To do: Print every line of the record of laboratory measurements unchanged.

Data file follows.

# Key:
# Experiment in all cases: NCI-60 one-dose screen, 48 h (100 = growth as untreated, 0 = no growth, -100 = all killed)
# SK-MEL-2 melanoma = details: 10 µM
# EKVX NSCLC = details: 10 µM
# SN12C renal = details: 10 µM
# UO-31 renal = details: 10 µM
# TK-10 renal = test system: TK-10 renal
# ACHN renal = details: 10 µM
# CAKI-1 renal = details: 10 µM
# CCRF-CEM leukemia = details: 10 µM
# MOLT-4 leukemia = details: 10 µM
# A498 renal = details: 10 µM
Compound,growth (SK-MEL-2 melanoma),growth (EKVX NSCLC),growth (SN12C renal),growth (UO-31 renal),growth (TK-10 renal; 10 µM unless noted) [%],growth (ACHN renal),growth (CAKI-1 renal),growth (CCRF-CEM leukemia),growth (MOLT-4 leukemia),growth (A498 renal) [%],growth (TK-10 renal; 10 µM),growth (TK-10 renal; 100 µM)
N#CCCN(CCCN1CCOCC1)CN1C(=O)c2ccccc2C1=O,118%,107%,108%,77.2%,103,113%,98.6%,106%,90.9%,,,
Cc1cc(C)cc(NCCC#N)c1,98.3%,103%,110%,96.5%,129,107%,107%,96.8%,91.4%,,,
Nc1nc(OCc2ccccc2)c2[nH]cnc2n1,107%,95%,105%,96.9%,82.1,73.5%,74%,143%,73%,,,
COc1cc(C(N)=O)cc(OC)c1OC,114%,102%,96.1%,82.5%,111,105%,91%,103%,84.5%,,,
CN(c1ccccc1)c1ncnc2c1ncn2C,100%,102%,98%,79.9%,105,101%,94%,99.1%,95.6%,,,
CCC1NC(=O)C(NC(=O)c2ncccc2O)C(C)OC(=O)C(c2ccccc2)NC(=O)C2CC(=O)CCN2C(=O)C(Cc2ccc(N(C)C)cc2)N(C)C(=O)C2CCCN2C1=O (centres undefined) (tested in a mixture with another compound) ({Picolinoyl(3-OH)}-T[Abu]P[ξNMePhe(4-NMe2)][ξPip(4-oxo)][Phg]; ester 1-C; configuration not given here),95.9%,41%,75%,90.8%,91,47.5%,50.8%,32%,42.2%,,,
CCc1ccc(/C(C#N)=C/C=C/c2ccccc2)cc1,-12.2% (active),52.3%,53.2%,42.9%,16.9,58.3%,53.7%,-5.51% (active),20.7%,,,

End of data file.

# Key:
# Experiment in all cases: NCI-60 one-dose screen, 48 h (100 = growth as untreated, 0 = no growth, -100 = all killed)
# SK-MEL-2 melanoma = details: 10 µM
# EKVX NSCLC = details: 10 µM
# SN12C renal = details: 10 µM
# UO-31 renal = details: 10 µM
# TK-10 renal = test system: TK-10 renal
# ACHN renal = details: 10 µM
# CAKI-1 renal = details: 10 µM
# CCRF-CEM leukemia = details: 10 µM
# MOLT-4 leukemia = details: 10 µM
# A498 renal = details: 10 µM
Compound,growth (SK-MEL-2 melanoma),growth (EKVX NSCLC),growth (SN12C renal),growth (UO-31 renal),growth (TK-10 renal; 10 µM unless noted) [%],growth (ACHN renal),growth (CAKI-1 renal),growth (CCRF-CEM leukemia),growth (MOLT-4 leukemia),growth (A498 renal) [%],growth (TK-10 renal; 10 µM),growth (TK-10 renal; 100 µM)
N#CCCN(CCCN1CCOCC1)CN1C(=O)c2ccccc2C1=O,118%,107%,108%,77.2%,103,113%,98.6%,106%,90.9%,,,
Cc1cc(C)cc(NCCC#N)c1,98.3%,103%,110%,96.5%,129,107%,107%,96.8%,91.4%,,,
Nc1nc(OCc2ccccc2)c2[nH]cnc2n1,107%,95%,105%,96.9%,82.1,73.5%,74%,143%,73%,,,
COc1cc(C(N)=O)cc(OC)c1OC,114%,102%,96.1%,82.5%,111,105%,91%,103%,84.5%,,,
CN(c1ccccc1)c1ncnc2c1ncn2C,100%,102%,98%,79.9%,105,101%,94%,99.1%,95.6%,,,
CCC1NC(=O)C(NC(=O)c2ncccc2O)C(C)OC(=O)C(c2ccccc2)NC(=O)C2CC(=O)CCN2C(=O)C(Cc2ccc(N(C)C)cc2)N(C)C(=O)C2CCCN2C1=O (centres undefined) (tested in a mixture with another compound) ({Picolinoyl(3-OH)}-T[Abu]P[ξNMePhe(4-NMe2)][ξPip(4-oxo)][Phg]; ester 1-C; configuration not given here),95.9%,41%,75%,90.8%,91,47.5%,50.8%,32%,42.2%,,,
CCc1ccc(/C(C#N)=C/C=C/c2ccccc2)cc1,-12.2% (active),52.3%,53.2%,42.9%,16.9,58.3%,53.7%,-5.51% (active),20.7%,,,